The most important factor that makes a restaurant sustainable is what’s on the plate.
"The biggest positive impact on one's carbon footprint comes from a fully vegan diet. The carbon footprint of cheese is close to that of meat," says Satu Lähteenoja, Senior Expert at the independent think tank Demos Helsinki.
The criteria for more sustainable choices state that restaurants should include at least one well-balanced vegan meal, preferably several. In addition, there should be an emphasis on organic, fair-trade and locally produced food items. In terms of beverages, tap water, for instance, is an environmentally friendly choice.
"Another major topic is food waste – what to do with leftover portions. Should they be sold to customers on an app or handed over to an organisation to redistribute? Restaurants should take a stand to minimise food waste systematically," Lähteenoja says.
There are many ways to make use of food waste. One solution is ResQ Club, a mobile app that makes it possible for users to pick up leftover food from restaurants. Takeaway culture and fast food have boosted the need for disposable plates and containers, and this mindset needs to be adjusted.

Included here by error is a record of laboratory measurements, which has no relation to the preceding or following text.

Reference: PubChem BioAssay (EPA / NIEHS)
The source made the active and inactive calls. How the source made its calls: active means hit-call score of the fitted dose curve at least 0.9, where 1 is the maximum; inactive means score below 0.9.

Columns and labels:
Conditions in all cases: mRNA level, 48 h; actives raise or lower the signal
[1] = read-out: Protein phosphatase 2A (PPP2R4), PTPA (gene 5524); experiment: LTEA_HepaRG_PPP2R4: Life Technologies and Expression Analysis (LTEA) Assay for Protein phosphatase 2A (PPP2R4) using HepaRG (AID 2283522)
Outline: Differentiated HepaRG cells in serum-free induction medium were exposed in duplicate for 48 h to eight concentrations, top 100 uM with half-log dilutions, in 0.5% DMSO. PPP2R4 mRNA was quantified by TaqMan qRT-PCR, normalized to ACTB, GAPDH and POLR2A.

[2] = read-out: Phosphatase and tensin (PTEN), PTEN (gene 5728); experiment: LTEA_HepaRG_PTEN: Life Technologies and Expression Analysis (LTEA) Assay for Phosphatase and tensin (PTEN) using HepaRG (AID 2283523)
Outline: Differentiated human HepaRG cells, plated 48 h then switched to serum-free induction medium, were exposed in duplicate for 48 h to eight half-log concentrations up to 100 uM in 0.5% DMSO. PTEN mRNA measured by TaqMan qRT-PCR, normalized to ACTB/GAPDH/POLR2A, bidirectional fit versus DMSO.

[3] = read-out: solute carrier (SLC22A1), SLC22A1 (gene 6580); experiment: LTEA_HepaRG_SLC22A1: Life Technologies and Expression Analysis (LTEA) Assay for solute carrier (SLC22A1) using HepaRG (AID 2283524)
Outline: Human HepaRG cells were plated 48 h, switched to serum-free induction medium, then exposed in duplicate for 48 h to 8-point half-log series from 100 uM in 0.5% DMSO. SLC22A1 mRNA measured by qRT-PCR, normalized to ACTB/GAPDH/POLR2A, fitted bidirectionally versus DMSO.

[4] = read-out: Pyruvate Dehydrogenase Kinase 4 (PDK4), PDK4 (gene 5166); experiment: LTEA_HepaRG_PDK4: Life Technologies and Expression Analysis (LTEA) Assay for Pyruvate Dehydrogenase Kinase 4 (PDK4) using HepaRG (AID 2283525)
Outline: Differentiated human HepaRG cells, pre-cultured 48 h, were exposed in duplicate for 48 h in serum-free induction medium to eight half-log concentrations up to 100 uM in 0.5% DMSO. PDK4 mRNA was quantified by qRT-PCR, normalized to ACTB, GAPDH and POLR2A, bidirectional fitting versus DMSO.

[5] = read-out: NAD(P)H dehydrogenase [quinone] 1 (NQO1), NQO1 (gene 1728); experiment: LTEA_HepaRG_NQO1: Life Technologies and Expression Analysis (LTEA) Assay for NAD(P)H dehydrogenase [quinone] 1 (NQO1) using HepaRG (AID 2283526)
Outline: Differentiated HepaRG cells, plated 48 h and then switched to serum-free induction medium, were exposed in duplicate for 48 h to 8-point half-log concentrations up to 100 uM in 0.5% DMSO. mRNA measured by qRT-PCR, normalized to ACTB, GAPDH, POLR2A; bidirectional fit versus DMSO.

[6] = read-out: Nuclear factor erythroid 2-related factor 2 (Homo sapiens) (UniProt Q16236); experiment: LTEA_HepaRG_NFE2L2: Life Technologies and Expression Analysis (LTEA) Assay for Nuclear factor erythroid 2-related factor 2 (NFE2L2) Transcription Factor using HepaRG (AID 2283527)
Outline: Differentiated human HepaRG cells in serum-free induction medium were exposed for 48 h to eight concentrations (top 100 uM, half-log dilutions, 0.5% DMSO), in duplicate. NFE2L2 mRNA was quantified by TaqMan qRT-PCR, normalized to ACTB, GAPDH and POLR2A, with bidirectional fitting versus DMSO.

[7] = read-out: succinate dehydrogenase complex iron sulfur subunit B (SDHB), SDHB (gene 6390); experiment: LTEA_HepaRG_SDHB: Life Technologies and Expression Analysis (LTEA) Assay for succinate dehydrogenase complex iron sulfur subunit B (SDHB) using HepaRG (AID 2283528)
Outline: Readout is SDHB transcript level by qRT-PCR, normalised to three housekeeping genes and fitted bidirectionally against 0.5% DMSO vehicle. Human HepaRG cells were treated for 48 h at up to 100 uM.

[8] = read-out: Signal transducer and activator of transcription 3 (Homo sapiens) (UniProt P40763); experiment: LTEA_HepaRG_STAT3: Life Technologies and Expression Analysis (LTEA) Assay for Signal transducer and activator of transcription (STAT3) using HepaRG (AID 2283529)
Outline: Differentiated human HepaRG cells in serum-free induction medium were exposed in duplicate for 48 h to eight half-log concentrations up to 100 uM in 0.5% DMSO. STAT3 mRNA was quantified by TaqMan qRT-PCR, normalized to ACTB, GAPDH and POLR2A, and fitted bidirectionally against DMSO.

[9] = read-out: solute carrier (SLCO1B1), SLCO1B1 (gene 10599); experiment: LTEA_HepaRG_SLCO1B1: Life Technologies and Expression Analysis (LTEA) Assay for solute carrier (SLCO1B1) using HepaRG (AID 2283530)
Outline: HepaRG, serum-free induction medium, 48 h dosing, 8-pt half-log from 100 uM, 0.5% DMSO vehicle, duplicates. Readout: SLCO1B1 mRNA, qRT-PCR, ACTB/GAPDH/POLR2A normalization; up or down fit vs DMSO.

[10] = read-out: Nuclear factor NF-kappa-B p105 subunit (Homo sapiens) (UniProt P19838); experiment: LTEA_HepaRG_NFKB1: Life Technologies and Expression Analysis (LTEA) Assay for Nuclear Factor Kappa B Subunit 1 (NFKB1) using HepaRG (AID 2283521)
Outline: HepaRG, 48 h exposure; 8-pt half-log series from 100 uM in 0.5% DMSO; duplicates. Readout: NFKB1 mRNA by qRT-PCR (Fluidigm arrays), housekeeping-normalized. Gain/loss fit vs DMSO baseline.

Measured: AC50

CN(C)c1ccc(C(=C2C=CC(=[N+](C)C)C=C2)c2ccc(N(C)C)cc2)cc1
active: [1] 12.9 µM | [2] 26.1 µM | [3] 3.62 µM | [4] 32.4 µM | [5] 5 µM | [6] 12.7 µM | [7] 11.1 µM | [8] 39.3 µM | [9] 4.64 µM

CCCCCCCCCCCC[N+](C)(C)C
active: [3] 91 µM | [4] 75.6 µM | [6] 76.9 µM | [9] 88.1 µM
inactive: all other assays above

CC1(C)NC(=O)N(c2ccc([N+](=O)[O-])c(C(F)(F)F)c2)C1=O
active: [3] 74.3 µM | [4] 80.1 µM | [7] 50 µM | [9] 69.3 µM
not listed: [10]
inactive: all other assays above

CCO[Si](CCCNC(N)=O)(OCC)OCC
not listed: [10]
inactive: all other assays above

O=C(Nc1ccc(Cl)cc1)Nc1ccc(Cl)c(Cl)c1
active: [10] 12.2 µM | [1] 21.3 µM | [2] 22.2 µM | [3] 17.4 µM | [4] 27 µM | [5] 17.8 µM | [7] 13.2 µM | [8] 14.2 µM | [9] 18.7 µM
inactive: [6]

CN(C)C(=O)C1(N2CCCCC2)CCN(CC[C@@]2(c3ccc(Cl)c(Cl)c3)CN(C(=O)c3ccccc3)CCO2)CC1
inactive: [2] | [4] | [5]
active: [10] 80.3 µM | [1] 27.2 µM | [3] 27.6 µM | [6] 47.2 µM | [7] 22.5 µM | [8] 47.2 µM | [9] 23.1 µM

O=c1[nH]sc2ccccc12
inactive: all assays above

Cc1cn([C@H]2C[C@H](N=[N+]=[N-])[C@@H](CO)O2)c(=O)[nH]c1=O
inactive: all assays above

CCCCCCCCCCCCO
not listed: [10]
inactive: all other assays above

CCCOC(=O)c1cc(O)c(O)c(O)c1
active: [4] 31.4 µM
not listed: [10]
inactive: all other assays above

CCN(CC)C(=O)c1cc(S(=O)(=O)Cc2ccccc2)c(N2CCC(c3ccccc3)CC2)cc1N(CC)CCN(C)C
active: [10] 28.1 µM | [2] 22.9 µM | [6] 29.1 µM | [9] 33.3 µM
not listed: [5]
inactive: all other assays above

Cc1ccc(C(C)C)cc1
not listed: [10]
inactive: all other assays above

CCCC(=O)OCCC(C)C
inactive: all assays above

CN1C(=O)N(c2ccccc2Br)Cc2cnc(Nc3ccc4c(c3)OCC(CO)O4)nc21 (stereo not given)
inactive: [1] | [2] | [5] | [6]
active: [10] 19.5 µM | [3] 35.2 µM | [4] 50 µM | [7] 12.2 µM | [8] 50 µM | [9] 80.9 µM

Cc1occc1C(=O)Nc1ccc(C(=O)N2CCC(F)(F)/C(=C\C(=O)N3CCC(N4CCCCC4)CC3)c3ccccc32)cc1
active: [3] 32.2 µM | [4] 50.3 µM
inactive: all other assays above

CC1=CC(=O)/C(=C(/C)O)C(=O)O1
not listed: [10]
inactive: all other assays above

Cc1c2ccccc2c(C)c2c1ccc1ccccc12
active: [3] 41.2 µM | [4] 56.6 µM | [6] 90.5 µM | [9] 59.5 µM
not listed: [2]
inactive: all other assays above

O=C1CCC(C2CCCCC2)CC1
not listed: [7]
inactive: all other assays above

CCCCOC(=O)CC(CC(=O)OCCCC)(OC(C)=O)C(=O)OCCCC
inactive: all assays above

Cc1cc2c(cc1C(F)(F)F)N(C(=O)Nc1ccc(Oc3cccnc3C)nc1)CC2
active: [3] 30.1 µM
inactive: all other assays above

"Plastic dishes are often used for just five minutes, after which they become trash," says Lähteenoja.
She feels that restaurants could try to encourage their customers to pick up takeaway food in their own containers – for example, by offering a discount to anyone who brings their own dish. A water bottle already travels easily in a bag, and people could also systematically carry a coffee mug and food container with them.
"For lunch customers, this would probably not even be a big challenge," Lähteenoja thinks.
Juuri aims to be better and better
Founded in Helsinki in 2004, the restaurant Juuri has been at the forefront of sustainable thinking during its whole existence. Juuri is based on three principles: taste, origin and passion. As their name ('Root') implies, vegetables – especially Finnish ones – have always been highlighted with pride on the menu.
"In ten years, there will not be a single company that does not take a stand on sustainability,” says Juuri's Food Manager Antti Ahokas.
"A while ago, other nearby restaurants were laughing at us for grilling swedes and turnips while they were busy ordering spring lamb from the Pyrenees,” Ahokas recollects.
Nobody is laughing now. Ahokas feels that what was always central to Juuri's cuisine has now become a new norm: local and organic food, and produce with a clear origin, have become vital thinking for almost everyone. However, there is still plenty of work to do.
"We need to make an even bigger effort. Actions need to be planned even better, and we aim to tighten our procurement policy even further."